AIR FORCE OFFICE OF SCIENTIFIC RESEARCHARLINGTON VA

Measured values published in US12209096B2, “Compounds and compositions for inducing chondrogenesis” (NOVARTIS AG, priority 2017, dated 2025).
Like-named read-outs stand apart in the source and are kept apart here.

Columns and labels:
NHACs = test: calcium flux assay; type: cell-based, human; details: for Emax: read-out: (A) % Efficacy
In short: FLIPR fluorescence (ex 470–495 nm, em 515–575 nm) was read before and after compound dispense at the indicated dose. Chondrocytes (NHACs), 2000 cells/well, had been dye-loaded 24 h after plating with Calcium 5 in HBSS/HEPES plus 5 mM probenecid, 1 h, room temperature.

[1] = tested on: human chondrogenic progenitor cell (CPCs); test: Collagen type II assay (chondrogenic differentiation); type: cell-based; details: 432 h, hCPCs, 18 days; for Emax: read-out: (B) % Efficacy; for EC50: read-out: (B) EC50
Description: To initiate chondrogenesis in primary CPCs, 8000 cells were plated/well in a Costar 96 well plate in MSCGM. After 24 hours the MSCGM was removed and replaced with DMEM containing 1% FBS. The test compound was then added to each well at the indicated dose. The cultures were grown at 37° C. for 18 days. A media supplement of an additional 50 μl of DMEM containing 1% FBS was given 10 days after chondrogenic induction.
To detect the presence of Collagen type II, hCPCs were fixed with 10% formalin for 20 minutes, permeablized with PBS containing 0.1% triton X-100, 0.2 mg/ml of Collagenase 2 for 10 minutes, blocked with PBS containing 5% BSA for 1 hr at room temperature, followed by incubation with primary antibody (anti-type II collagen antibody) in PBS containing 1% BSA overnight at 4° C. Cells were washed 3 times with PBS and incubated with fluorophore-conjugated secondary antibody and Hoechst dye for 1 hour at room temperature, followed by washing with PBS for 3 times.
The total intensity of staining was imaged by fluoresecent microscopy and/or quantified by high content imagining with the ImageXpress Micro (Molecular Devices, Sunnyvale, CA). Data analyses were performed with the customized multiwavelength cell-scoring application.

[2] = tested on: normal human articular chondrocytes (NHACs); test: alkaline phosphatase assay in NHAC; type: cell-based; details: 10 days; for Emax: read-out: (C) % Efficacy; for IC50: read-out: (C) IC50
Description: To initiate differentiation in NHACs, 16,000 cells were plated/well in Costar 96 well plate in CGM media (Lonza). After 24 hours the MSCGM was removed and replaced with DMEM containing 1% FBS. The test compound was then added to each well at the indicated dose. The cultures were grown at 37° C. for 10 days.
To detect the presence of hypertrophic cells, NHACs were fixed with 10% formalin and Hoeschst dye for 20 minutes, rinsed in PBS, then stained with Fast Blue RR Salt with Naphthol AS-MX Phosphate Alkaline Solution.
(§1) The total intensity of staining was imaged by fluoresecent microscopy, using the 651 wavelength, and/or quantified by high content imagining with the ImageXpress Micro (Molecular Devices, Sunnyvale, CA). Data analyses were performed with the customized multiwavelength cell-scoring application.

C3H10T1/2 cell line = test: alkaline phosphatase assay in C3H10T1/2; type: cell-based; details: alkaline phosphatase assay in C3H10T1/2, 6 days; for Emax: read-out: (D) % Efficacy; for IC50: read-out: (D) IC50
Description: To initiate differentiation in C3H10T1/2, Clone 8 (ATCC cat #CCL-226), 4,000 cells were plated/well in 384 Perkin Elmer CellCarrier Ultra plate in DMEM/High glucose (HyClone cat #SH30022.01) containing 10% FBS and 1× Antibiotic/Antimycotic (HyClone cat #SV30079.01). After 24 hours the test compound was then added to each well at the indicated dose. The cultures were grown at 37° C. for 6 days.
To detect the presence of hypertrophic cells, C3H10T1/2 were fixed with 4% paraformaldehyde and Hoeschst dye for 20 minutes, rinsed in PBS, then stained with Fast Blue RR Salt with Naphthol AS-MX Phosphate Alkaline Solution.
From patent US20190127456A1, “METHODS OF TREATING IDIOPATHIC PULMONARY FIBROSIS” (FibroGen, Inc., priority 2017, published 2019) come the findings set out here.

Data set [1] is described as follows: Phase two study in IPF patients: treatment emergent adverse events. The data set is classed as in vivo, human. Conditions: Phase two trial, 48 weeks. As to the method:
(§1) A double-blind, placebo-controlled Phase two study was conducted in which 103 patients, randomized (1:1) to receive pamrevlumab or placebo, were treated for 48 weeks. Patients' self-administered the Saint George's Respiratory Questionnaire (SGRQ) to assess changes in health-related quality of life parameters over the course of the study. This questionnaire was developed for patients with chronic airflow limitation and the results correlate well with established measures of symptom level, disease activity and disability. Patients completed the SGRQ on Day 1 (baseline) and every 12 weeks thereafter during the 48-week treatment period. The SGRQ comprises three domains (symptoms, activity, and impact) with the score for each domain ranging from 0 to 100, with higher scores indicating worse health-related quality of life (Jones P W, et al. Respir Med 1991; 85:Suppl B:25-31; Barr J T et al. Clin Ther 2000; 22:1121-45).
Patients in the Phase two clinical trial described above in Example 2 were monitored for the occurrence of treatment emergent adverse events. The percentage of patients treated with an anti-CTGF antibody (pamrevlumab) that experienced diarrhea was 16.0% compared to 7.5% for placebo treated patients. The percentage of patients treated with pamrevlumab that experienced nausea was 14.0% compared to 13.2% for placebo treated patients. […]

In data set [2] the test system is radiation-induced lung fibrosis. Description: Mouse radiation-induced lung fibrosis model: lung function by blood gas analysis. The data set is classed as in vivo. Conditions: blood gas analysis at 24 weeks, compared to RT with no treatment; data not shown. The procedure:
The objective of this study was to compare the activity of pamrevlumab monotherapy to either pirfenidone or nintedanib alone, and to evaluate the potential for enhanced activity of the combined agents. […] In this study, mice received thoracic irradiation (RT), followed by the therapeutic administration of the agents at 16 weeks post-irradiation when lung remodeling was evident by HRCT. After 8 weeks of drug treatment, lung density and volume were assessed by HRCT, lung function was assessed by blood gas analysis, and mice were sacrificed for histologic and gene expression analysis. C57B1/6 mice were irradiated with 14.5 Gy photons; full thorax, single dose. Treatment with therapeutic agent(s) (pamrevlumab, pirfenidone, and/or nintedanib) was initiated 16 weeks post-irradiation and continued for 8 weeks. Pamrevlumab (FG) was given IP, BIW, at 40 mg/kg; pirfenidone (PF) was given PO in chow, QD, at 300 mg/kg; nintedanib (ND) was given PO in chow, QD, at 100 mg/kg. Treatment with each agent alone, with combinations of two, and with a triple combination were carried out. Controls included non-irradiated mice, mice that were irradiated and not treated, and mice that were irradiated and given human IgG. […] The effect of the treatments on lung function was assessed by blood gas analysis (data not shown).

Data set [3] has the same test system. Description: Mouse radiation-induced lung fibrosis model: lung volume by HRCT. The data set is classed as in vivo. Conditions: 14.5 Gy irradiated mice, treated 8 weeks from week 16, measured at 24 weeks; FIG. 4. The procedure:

Evolution of the ignition phase blast field of a tube or silo launched rocket is described in terms of three distinct phases or steps. The first or precursor phase is associated with leakage of the high pressure gas termed the launch gas used to eject the rocket from the tube. The second phase occurs when the bulk of the launch gas is released as the rocket base clears the end of the tube. Both these steps are analogous to their counterparts in the muzzle blast of a conventional gun. However, the third, and probably most severe, phase in the subject problem accompanies ignition of the rocket motor and initial production of thrust. The present report describes work performed on two facets of the subject problem. The first is analysis of the internal gas flow during start of the launch. Particular attention is given to formation of the salient characteristics of the flow field which will affect the precursor phase of the blast field. Results of several numerical examples are presented to illustrate the properties of the internal flow field. The second facet of the problem which has been studied is the ignition-phase blast field, per se.